Council’s data blunder branded ‘sloppy’ by FoI expert

Acorn Plus lorry
Acorn Plus lorry

A data blunder which saw the council release sensitive staff information has been branded ‘sloppy and embarrassing’ by the recipient.

Roger Gill originally submitted a Freedom of Information (FoI) request to Horsham District Council after receiving no response to a complaint about Acorn Plus refuse lorries reversing in his Horsham road.

However, after a lengthy email exchange with council staff he was then sent the sensitive information that the council has admitted breached the Data Protection Act 1998.

Embarrassingly Mr Gill is a civil servant who has had substantial involvement in the Freedom of Information Act and data protection policy.

He said the whole process ‘has been executed sloppily and with contempt’.

Mr Gill said: “It just shows there’s no quality controls in place. It’s all knee-jerk and sloppy. It’s just not good enough. It’s sloppy and embarrassing.”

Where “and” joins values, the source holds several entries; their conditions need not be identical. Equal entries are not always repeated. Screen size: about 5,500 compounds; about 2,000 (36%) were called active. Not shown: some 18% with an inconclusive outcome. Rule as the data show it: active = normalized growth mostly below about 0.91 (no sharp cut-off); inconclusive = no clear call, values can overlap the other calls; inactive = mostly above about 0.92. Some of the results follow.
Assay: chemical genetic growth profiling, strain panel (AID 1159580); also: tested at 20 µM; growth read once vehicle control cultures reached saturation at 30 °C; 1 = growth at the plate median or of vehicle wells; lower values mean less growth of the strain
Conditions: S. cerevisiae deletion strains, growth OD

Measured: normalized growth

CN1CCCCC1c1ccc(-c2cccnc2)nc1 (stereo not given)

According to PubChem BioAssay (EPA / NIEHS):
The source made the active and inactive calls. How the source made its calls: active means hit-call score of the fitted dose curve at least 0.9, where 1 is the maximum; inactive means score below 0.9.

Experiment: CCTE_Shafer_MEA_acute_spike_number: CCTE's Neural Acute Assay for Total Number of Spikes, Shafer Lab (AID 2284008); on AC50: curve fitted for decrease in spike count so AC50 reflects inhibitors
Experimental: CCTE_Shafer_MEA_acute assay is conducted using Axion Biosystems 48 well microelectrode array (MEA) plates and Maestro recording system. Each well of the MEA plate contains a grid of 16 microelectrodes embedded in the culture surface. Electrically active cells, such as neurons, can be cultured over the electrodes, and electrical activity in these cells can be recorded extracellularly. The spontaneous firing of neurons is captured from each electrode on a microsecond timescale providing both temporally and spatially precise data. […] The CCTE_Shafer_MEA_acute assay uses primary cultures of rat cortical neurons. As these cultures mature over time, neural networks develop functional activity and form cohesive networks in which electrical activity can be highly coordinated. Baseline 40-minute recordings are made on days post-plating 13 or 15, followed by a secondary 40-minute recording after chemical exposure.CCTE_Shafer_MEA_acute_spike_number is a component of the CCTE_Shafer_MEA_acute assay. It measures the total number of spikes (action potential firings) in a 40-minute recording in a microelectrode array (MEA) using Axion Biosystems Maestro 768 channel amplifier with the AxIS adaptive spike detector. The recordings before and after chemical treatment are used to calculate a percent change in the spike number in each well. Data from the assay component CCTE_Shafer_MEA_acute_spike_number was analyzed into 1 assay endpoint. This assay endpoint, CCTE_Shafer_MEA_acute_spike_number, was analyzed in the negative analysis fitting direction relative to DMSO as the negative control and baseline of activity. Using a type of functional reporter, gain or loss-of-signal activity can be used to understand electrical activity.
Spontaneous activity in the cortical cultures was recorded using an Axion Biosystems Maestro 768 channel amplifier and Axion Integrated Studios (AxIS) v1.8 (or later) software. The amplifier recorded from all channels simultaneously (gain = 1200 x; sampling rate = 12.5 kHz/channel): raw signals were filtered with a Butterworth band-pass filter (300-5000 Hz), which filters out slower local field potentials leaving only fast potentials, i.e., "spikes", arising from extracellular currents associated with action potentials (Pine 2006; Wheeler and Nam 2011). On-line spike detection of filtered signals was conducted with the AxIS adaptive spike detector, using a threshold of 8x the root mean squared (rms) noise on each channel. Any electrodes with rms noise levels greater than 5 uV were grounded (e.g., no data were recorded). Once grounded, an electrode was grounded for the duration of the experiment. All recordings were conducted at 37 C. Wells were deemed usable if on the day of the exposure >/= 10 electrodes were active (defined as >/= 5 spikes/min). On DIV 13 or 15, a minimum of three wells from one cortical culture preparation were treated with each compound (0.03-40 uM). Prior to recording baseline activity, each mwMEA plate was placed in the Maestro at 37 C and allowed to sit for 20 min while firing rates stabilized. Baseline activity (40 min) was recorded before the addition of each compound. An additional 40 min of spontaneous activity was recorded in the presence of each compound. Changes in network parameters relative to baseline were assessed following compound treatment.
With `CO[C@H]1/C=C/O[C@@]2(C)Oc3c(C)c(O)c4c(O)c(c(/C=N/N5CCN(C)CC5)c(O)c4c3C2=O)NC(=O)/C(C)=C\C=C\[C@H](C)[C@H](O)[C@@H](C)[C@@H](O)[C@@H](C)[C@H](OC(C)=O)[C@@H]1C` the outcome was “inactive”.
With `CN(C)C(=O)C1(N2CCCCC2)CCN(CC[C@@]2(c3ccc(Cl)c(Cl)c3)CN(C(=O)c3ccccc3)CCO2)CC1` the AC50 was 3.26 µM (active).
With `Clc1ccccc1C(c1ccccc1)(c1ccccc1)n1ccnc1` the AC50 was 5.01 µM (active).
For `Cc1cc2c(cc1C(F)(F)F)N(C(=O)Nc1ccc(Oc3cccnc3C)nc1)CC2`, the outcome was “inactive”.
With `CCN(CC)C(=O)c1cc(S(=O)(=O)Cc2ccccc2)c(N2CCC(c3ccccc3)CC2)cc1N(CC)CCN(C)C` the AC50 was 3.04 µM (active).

A spokesperson for Horsham District Council admitted its reply contained some driving licence numbers that should not have been disclosed.

The spokesperson said: “We already have a number of procedures in place that should stop this from happening and these have been tightened and reinforced as a result of this incident.”

The incident started when Mr Gill’s seemingly innocuous question about bin lorries was ignored after a lamppost was knocked down.

He said: “I’m genuinely concerned watching these things speed around.

“Their record keeping and training, they don’t do risk assessments and no risk assessments for the staff.”

He added: “They are built for countries with large boulevards not Victorian terraces. They are just not fit for purpose.”

When his FoI request was not answered within 28 days he began emailing HDC.

Then when HDC sent through the sensitive data Mr Gill claims the council attempted to cover up the mistake by trying to recall the email and send through a second corrected version hoping he would not notice the first message.

He labelled this attempt as the council’s ‘worst’ mistake and said it should have admitted its ‘screw up’ immediately rather than hoping the problem went away.

HDC was also asked why Mr Gill’s original query was not dealt with, why his FoI request was not answered within the 28 days, whether disciplinary action was being undertaken, and why the actual data breach occurred?